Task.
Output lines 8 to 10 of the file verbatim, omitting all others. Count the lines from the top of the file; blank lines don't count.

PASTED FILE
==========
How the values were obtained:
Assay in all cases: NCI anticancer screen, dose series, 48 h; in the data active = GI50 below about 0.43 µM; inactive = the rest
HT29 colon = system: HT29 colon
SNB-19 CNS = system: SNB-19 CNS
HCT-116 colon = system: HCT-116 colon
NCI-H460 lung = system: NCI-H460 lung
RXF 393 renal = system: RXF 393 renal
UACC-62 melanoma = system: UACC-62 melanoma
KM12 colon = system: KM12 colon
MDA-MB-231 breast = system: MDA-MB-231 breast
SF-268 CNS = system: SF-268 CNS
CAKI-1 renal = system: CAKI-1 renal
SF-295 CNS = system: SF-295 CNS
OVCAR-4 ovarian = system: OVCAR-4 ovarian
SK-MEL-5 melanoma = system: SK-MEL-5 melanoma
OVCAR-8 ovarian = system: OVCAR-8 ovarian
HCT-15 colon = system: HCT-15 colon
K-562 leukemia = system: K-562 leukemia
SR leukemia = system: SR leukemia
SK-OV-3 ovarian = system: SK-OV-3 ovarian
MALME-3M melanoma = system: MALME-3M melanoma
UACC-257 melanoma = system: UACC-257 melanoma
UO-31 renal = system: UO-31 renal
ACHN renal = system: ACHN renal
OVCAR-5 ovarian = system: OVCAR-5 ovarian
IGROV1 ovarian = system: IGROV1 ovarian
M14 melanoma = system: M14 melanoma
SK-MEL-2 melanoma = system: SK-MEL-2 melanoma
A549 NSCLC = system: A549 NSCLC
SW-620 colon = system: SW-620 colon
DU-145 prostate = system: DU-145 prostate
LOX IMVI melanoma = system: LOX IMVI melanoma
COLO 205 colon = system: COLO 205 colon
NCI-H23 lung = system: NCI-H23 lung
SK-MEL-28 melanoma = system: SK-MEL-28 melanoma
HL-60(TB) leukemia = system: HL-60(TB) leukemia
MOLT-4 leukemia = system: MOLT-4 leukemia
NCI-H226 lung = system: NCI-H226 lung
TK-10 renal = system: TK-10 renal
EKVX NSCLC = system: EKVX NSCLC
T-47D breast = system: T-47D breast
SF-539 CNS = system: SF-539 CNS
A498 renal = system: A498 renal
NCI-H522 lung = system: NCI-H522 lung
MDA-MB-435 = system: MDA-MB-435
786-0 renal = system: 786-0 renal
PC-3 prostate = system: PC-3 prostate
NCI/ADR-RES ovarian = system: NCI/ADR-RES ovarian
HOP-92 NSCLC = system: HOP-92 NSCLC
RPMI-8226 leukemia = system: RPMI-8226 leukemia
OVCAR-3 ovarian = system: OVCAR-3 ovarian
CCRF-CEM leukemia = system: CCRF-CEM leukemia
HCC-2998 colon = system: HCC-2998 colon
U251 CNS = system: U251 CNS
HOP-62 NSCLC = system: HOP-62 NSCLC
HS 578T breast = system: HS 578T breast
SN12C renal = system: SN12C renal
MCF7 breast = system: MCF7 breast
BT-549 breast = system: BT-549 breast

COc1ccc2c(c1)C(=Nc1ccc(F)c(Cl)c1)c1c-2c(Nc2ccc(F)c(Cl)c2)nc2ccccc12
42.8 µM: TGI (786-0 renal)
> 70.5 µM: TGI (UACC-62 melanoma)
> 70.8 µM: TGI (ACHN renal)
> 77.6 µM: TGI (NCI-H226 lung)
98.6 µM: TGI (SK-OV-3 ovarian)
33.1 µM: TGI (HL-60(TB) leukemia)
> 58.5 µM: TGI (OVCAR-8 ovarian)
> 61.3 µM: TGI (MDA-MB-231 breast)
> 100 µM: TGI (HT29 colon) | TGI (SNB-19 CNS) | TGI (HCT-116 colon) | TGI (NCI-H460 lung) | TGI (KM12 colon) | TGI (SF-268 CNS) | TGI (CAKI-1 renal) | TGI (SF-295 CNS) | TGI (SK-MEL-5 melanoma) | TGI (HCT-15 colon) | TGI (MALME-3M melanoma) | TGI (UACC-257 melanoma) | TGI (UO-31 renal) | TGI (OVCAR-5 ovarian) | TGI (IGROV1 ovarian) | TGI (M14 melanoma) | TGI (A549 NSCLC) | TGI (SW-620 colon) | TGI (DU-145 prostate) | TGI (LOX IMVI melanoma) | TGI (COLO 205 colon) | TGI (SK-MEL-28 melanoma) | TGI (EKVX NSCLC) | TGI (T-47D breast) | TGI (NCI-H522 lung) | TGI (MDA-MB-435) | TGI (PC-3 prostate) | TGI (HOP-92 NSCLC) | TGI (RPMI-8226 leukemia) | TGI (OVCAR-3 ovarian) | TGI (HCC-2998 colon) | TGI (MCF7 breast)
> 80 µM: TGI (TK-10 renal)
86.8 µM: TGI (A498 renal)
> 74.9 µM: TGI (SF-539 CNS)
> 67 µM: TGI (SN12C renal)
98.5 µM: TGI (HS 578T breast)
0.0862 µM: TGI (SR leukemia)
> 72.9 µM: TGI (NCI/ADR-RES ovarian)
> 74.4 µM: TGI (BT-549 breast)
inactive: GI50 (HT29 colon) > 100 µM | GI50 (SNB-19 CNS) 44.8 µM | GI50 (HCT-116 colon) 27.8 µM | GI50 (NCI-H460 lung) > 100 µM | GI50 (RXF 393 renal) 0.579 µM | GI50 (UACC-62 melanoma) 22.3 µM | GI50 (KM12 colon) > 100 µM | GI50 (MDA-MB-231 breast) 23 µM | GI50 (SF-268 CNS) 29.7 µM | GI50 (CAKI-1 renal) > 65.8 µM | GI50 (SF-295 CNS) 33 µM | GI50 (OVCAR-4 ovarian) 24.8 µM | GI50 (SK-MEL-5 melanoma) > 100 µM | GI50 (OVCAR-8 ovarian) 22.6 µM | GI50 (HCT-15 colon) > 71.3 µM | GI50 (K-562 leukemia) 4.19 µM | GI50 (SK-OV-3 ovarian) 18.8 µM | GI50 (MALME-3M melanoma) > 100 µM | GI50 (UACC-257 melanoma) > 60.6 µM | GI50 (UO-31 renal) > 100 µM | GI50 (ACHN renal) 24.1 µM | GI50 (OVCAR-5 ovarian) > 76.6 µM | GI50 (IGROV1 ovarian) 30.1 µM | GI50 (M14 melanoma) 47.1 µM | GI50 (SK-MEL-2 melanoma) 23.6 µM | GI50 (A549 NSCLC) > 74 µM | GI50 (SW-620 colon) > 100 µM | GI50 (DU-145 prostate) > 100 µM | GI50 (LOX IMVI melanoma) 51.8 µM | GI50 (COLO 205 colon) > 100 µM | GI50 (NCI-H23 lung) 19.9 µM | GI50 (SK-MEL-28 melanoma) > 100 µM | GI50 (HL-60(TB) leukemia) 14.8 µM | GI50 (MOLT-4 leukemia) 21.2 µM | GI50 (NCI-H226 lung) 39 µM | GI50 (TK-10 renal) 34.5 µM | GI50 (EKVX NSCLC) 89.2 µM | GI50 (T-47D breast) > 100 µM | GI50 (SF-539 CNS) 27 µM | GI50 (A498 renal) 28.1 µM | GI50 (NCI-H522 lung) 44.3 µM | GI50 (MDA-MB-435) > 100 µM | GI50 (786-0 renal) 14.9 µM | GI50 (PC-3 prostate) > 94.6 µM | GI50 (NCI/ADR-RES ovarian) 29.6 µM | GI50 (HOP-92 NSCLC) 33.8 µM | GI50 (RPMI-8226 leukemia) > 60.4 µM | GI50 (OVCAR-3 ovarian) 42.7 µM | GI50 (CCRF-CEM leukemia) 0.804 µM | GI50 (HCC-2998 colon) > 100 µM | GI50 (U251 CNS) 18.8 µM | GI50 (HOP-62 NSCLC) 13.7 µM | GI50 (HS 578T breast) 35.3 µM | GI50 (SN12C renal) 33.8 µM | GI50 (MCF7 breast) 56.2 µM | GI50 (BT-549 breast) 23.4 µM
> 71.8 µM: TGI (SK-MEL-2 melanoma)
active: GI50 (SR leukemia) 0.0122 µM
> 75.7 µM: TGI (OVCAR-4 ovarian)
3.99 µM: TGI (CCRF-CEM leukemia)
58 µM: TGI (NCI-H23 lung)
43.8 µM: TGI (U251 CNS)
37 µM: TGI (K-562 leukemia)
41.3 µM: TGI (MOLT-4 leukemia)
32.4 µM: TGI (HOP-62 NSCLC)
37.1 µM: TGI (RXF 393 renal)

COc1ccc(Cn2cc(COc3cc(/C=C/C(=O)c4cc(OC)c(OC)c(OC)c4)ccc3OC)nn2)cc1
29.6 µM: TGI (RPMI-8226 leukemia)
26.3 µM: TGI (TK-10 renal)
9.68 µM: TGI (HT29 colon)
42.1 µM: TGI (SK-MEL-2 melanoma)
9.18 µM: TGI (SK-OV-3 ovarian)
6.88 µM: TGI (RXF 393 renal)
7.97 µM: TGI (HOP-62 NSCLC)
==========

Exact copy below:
UACC-62 melanoma = system: UACC-62 melanoma
KM12 colon = system: KM12 colon
MDA-MB-231 breast = system: MDA-MB-231 breast